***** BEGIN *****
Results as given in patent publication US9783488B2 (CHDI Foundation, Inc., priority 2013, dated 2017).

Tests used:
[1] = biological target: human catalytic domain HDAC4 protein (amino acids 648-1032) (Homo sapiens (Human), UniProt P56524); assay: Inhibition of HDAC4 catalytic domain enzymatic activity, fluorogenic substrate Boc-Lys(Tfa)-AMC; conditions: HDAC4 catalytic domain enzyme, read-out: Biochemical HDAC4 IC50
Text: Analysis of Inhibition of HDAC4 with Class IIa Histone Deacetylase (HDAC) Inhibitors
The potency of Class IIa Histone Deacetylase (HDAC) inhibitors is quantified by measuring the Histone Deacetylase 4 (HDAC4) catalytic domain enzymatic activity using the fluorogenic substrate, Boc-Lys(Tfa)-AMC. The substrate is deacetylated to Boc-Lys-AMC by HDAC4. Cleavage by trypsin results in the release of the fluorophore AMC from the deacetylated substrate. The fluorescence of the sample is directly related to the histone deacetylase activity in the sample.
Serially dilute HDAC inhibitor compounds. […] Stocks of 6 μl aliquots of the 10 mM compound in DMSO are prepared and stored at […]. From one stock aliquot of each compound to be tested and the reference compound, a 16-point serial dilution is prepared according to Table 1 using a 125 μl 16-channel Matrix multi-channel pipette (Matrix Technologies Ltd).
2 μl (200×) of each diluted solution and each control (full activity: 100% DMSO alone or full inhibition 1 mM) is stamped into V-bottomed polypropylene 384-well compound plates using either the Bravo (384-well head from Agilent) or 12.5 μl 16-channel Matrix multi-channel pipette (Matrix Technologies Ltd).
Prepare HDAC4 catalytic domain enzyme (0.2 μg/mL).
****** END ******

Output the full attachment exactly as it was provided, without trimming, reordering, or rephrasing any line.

Results as given in patent publication US9783488B2 (CHDI Foundation, Inc., priority 2013, dated 2017).

Tests used:
[1] = biological target: human catalytic domain HDAC4 protein (amino acids 648-1032) (Homo sapiens (Human), UniProt P56524); assay: Inhibition of HDAC4 catalytic domain enzymatic activity, fluorogenic substrate Boc-Lys(Tfa)-AMC; conditions: HDAC4 catalytic domain enzyme, read-out: Biochemical HDAC4 IC50
Text: Analysis of Inhibition of HDAC4 with Class IIa Histone Deacetylase (HDAC) Inhibitors
The potency of Class IIa Histone Deacetylase (HDAC) inhibitors is quantified by measuring the Histone Deacetylase 4 (HDAC4) catalytic domain enzymatic activity using the fluorogenic substrate, Boc-Lys(Tfa)-AMC. The substrate is deacetylated to Boc-Lys-AMC by HDAC4. Cleavage by trypsin results in the release of the fluorophore AMC from the deacetylated substrate. The fluorescence of the sample is directly related to the histone deacetylase activity in the sample.
Serially dilute HDAC inhibitor compounds. […] Stocks of 6 μl aliquots of the 10 mM compound in DMSO are prepared and stored at […]. From one stock aliquot of each compound to be tested and the reference compound, a 16-point serial dilution is prepared according to Table 1 using a 125 μl 16-channel Matrix multi-channel pipette (Matrix Technologies Ltd).
2 μl (200×) of each diluted solution and each control (full activity: 100% DMSO alone or full inhibition 1 mM) is stamped into V-bottomed polypropylene 384-well compound plates using either the Bravo (384-well head from Agilent) or 12.5 μl 16-channel Matrix multi-channel pipette (Matrix Technologies Ltd).
Prepare HDAC4 catalytic domain enzyme (0.2 μg/mL).